When it comes to post-grammar school writing, you can’t choose your education; it chooses you.
When you walk into that classroom on that first day you have absolutely no idea how good that writing teacher or that English teacher is going to be, or how interesting, or supportive, your fellow students are going to be, anymore than how it might go when you strike up a conversation with a stranger in a cafe’.
Nor can any institution guarantee the quality of its teachers or its students.
Outside the institution, there are no guarantees either. When you discover, as a reader, a poet you find interesting, you might enjoy the first dozen poems, but that doesn’t mean the next 100 by that poet won’t be highly disappointing, and there’s no telling how, or even if, that poet is finally going to add significantly to what you hope to do as a poet or be as a person.
Writing is a dice roll. You may spend five years immersed in a book that leads nowhere. You may spend ten years with a certain style of poetry that leads nowhere. That secretive poet you’ve loved for years may finally have nothing to say.
It’s the equivalent in the 18th century of going to sea. Good luck.
You can train yourself in a job that has a certain salary, but you can’t train yourself to be a poet and expect any salary from ‘writing poetry,’ and therefore the only thing poetry education leads to is more poetry education. Let’s think about this for a second. The only result from “learning how to make x” is learning how to teach someone else “how to make x,” and x does not exist as a commodity, or really exist at all.
In institutions of higher learning, those teaching poetry cannot even say what it is.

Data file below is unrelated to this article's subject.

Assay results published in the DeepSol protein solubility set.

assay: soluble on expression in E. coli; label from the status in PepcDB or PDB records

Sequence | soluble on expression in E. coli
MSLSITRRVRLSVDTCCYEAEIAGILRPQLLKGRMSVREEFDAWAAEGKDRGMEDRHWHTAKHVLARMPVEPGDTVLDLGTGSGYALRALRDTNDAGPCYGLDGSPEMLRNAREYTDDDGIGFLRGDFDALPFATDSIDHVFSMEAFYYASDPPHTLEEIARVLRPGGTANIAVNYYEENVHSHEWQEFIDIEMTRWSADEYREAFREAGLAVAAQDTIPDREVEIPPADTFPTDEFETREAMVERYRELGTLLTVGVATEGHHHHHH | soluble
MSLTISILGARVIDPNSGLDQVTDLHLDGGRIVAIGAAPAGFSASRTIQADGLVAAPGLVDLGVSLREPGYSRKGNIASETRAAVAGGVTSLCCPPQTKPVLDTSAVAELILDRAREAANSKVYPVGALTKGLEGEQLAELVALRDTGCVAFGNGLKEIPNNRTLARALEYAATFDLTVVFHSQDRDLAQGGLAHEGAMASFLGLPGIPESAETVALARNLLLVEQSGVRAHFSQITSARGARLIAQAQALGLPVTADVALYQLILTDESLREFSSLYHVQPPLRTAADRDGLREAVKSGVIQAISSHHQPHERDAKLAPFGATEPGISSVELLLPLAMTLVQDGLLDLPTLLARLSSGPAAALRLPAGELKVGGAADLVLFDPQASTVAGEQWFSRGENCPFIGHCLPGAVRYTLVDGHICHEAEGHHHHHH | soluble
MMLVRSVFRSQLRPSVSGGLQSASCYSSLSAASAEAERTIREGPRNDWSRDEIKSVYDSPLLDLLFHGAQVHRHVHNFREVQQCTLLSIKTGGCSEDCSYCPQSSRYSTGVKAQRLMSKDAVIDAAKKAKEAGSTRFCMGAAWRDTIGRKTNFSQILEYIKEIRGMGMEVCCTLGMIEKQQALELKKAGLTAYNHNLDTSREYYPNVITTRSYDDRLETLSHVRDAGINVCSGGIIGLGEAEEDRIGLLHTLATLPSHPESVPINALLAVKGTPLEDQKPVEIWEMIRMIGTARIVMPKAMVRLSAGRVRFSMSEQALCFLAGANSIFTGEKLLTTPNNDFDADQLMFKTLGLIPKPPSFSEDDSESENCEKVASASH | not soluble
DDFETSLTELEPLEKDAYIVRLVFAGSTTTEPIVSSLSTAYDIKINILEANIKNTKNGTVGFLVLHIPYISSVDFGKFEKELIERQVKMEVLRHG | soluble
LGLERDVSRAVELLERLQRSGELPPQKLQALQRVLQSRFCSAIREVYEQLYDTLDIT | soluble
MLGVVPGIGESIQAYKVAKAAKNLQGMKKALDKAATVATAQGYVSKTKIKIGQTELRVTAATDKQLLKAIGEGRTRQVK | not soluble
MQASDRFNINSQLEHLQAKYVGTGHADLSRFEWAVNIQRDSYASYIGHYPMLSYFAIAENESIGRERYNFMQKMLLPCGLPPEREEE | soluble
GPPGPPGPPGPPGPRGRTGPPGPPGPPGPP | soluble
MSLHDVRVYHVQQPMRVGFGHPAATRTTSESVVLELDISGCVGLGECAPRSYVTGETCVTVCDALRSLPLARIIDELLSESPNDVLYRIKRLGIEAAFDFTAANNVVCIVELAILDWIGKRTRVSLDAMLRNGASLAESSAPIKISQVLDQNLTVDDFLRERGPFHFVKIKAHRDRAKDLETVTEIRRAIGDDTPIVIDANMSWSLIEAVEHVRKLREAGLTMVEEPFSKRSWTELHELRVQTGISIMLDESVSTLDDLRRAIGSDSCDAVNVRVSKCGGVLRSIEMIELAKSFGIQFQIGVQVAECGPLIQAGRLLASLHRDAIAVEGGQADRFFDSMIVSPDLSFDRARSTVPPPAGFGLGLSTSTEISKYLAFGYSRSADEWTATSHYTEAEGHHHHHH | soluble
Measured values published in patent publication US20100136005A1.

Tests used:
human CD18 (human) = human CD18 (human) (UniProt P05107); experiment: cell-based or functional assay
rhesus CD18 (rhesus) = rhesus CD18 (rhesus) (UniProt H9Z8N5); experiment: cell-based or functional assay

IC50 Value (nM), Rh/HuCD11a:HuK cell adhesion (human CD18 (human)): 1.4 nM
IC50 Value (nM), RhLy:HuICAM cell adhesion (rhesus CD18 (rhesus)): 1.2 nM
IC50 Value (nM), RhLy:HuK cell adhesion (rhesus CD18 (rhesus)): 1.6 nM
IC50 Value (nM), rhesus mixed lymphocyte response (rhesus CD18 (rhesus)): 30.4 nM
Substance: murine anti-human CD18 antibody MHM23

If you said that a poem has a content or a form unique to itself, this would not be true, and the “professionals” who teach the poem are the first ones who will tell you this.
There is no content or form which is unique to a poem; no one can say, with any certainty at all, what makes a poem unique.
Identifying a poem in the old sense of having a certain distinguishable form would be greeted with gales of laughter by the professionals who currently own its teaching and dissemination as a critical product.
The “professionals” would be the first to say that a poem cannot be defined, this non-entity which is “taught” so that someone else might “teach” it again, with “teaching it” not even definable, since “it,” as all professionals agree, is not definable.
Nor does learning poetry have any ancillary benefits that can be defined; if one plays soccer, for instance, or jogs, and it never leads to any income or any definable result, we can say for certain that the exercise involved is a benefit; not so, however, with learning poetry, for it more often than not, leads to ill health: lack of exercise, lack of sunshine, too much coffee or alcohol, an exaggerated sense of importance, low self-esteem from material want, and book-wormish mania.
Writing, in very rare instances, can be a great career, but half-attempts will inevitably fail and full-attempts which are unsuccessful will inevitably fail miserably, and especially so, in poetry, which none can define.
No amount of institutional professionalism can prevent, by one iota, the issues addressed here, and professionalizing what, at bottom, is a psychosis, will probably lead to even more unhappiness.
Here, my friend. Have a croissant.